The work I make is connected to rural landscape and culture. I grew up in a farming community at a time when the model of big agribusiness was rising. The affected rural communities changed rapidly as small family farms adapted to industrialized agriculture. Transformation, for good or bad, made a permanent impression on me.

The subjects of my work are caught in a state of transition.  Images begin with a natural form and once the piece has been started I am only really concerned with how its physical state progresses. I allow myself many failures, then explore the unintended consequences. Often the by-product of initial attempts contains profound meaning and navigating the passages can be more significant than the finalized state.

My current work with cyanotypes began as a way of implying the lost of traditional livelihoods through the documentation of hand tools and vintage glassware unearthed in local gardens. Cyanotype printing is a cameraless photographic technique dating from the early 1840’s , the same era as the found objects would have been commonplace.  Used historically to make botanical records of plant life, then later blueprints, I find cyanotype printing combines the accurate representation of direct observation and poetic aftermath of a shadow image. The work I make with cyanotypes addresses the alchemy of change itself. The transformative nature of the process embodies the very idea of transition and metamorphosis.

In having a varied approach to making art;  drawing, printmaking, cyanotype, and installation, the work is set in a context to have an impact on the work’s relationship to the viewer.  “Leylines of Ghosted Trees”, a 2018 installation references the disappearance of Acadian forests. Placed adjacent to a hiking trail, a river of  cloth printed and saturated with cyanotype solution, flows between softwood trees reminding passing hikers of a presence lost of what was once old growth forest blanketing the region.  Part of Woodlands an ongoing series , the cyanotype surface, partially buried for five months, subject to the uncontrollable – weather, wildlife and human interaction-  inadvertently engaged other elements from the landscape recording the unobserved environment over time.  Like the erased parts of a drawing, the surface both held and shed debris from the landscape, which functioned as residue of the physical inscription of place.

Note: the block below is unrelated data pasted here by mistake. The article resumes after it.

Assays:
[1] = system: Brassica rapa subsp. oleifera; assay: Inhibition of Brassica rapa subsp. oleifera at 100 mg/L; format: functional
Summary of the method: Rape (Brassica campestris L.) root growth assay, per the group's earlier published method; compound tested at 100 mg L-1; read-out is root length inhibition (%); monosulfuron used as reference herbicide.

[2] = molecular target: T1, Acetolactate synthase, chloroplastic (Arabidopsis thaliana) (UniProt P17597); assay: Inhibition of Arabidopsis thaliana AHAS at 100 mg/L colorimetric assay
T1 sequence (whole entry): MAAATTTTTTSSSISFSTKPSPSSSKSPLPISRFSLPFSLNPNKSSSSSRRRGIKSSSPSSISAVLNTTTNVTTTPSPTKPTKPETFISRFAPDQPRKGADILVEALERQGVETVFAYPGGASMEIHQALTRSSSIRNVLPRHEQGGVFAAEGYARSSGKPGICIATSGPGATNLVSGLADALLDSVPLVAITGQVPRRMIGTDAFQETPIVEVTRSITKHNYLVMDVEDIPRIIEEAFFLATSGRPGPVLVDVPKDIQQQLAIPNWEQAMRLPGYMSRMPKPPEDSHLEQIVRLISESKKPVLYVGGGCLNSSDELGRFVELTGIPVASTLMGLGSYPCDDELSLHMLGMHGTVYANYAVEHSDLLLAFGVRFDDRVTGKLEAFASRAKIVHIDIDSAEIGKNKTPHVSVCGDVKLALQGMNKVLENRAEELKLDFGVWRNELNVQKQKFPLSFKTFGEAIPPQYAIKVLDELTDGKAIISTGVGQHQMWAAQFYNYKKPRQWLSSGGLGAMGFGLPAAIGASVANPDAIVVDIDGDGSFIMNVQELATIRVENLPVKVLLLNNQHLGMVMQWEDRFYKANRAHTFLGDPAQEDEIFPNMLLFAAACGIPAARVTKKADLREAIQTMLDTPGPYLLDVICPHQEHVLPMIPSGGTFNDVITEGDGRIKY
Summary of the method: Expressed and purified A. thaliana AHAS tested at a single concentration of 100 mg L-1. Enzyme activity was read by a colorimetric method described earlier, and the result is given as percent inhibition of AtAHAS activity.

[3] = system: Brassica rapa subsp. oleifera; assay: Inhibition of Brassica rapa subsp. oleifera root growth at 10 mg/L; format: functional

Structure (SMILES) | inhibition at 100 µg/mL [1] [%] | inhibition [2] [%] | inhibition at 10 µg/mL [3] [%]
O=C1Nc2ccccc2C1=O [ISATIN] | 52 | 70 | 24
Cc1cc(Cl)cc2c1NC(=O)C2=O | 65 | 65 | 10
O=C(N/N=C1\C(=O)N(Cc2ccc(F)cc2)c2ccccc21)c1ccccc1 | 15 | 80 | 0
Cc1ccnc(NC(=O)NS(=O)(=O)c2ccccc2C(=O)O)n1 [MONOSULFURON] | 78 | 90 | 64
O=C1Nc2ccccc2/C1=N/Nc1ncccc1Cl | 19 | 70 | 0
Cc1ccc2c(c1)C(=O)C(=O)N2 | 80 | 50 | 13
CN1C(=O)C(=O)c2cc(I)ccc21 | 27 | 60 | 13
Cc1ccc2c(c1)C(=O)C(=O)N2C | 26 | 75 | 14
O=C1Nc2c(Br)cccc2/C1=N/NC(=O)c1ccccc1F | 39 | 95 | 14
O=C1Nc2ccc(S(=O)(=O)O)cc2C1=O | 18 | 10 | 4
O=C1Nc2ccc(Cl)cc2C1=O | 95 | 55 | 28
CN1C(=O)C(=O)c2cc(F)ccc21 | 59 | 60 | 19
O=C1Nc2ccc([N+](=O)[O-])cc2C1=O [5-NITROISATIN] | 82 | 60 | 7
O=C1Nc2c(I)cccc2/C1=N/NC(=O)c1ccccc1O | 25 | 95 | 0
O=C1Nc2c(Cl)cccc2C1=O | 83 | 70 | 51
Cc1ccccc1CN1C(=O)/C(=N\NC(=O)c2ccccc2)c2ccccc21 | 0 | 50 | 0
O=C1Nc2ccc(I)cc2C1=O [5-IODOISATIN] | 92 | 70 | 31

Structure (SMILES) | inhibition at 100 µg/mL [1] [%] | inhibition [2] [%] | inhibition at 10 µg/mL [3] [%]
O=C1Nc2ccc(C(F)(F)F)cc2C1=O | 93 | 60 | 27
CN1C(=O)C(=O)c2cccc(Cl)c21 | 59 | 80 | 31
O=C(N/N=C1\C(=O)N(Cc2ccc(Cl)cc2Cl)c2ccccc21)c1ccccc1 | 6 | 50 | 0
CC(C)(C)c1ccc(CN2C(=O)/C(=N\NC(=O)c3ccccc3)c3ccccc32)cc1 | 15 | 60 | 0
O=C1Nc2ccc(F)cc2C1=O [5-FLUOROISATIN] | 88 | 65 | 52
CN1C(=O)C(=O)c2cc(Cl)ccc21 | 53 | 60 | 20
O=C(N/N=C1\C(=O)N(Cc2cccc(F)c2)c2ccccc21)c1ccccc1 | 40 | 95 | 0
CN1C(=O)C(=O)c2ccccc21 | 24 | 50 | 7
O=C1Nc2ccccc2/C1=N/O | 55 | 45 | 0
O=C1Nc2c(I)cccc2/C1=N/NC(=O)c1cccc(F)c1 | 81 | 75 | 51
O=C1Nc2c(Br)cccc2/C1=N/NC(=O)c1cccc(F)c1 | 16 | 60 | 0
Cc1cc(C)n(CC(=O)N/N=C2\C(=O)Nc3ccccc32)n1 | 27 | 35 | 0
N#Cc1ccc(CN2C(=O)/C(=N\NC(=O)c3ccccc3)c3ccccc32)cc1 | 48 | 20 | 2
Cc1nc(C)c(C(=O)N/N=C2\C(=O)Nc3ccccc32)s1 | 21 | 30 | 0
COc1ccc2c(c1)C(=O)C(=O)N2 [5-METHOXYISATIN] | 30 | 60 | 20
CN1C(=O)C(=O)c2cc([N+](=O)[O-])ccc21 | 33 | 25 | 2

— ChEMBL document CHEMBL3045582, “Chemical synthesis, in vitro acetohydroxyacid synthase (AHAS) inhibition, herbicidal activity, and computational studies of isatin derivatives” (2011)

The fact that I continue to work within the representational genre is a choice. I am fascinated by the representational element. There is much room for large and small space, for both intimacy and distance within the same work. I never feel constricted or boxed into a dead end by iconic objects or landscapes. Though physical objects appear defined, ideas surrounding them are limitless.